Transparency spreads

A lot of attention has been focused on how brands will be affected by the transparency the web demands, but 2008 will be the year that transparency comes to politics.

We’ve already seen how bloggers have taken enthusiastically to the task of keeping our representatives in order, but technology is set to change the availability and meaningfulness of data. puts a flag on every location earmarked by the US Congress for defence spending – straight away, you can see which states are benefiting from federal investment, and which are losing out, and applications like this could change (not just for the better) the level of understanding we can have of what is done in our name.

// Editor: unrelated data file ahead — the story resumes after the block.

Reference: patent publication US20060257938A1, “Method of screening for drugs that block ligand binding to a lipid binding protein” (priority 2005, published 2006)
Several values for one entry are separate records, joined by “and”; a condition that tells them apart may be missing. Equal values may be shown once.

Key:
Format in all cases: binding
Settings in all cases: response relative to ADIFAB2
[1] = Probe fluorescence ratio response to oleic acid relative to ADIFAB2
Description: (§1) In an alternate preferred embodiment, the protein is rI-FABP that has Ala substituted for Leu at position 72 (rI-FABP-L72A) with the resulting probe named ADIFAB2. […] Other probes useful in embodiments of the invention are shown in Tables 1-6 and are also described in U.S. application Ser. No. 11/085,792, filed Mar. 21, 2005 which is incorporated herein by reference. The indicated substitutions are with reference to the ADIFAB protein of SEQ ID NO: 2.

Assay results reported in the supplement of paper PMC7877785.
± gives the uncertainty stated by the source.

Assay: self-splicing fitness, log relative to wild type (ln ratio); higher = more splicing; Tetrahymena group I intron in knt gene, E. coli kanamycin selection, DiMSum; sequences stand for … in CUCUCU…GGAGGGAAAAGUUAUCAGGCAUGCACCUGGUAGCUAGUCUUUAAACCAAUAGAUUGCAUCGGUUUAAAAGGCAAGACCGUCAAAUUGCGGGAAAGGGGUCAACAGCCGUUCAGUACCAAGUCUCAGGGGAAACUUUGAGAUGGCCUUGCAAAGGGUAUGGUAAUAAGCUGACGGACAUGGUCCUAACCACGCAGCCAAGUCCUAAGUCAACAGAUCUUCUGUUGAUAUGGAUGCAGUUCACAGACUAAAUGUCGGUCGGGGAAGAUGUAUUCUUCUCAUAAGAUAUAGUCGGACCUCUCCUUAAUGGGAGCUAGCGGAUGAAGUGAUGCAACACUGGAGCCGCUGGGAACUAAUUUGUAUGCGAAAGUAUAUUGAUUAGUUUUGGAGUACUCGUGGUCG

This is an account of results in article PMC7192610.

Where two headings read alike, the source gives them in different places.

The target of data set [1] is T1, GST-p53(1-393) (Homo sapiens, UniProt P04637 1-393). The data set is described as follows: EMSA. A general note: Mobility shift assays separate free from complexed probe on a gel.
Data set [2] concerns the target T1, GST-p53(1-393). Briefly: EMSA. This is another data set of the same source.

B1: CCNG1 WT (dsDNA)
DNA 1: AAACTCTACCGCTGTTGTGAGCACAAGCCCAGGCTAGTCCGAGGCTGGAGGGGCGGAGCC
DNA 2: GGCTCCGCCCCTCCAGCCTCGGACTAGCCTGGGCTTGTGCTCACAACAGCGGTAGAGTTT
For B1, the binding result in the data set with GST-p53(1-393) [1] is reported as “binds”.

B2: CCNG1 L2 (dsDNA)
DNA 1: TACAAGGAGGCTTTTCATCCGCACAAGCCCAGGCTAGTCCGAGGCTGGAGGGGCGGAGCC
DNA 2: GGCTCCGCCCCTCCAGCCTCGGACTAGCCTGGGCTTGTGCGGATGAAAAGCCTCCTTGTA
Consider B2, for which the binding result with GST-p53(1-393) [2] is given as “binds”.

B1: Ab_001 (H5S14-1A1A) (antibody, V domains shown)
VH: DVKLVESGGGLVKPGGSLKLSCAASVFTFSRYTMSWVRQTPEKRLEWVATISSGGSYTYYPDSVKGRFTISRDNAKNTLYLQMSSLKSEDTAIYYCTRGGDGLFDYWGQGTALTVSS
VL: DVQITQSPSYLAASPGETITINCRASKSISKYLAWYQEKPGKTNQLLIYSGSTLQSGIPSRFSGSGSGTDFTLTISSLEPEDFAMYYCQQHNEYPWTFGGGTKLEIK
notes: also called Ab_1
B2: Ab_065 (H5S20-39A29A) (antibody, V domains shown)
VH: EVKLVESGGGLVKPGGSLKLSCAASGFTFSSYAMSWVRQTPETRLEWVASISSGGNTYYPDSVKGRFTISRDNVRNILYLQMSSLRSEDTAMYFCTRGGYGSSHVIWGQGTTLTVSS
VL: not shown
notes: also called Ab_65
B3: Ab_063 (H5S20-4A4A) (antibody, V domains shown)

2007 saw the US Federal Trade Commission grant approval for Google’s acquisition of DoubleClick, doubtless aware that the deal bolstered a substantial export opportunity for US business. But will the competition authorities in Europe take the same view? They were tougher on Microsoft in the past, and may be less inclined to support Google here, as the search giant’s share of the business is close to 90% in both the UK and Germany.

What is significant is this. ‘New’ media isn’t new anymore, and regulators are starting to wake up to the power it wields. By 2009, internet advertising is widely expected to have overtaken TV in the UK, and that scale makes it a big business that government won’t be able to keep its hands off.

The sense is that digital is outgrowing its adolescence. Government and business are sitting up and taking notice, even if they’re still scratching the surface of what will be possible. 2008 is going to be a growing up year; the year that digital starts to become the establishment.